The new science of human-animal interactions, anthrozoology, rests on a premise by the French anthropologist Claude Levi-Strauss. "Animals," he wrote, "are good to think with." His point was that we can learn a lot about human nature by studying how we think about and act toward other species. I was reminded of this recently when I read a Psychology Today blog by the ethologist Marc Bekoff. Marc expressed concern about the toll our driving habits take on other creatures. Every day, roughly a million dogs, cats, moose, garter snakes - you name it - fall victim to an automobile. Marc admonished PT readers to "slow down for wildlife, slow down for us all." I agree with Marc's advice, and his blog reminded me of a 2007 research report by Canadian wildlife biologists that nicely illustrates Levi-Strauss' "good to think with" principle.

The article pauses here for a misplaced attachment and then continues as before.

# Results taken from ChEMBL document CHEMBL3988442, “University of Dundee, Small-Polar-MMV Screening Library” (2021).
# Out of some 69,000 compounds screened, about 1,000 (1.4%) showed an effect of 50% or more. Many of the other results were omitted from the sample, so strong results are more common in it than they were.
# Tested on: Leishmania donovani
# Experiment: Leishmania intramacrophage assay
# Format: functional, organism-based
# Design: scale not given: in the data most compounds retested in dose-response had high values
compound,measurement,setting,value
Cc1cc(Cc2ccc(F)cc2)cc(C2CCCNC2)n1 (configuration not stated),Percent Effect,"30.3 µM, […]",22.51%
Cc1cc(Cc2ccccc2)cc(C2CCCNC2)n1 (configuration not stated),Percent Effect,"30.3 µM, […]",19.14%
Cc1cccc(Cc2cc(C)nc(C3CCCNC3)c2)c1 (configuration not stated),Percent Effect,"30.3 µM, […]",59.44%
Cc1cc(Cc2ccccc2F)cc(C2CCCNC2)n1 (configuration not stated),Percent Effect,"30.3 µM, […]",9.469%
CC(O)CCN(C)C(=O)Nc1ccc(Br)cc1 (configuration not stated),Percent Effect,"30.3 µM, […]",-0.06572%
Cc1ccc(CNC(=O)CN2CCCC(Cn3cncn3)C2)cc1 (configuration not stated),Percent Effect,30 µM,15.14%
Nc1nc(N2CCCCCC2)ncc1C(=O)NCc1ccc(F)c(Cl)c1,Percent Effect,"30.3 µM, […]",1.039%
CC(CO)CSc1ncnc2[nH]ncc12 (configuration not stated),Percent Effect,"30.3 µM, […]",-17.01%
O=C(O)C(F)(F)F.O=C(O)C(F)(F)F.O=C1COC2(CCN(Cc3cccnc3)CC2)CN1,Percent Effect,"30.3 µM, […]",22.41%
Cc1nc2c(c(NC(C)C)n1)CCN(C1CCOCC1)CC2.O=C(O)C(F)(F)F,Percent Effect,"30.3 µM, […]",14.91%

Mason N McLary
|Publisher||The Humane Society|
|Location of Publication||Washington, D.C.|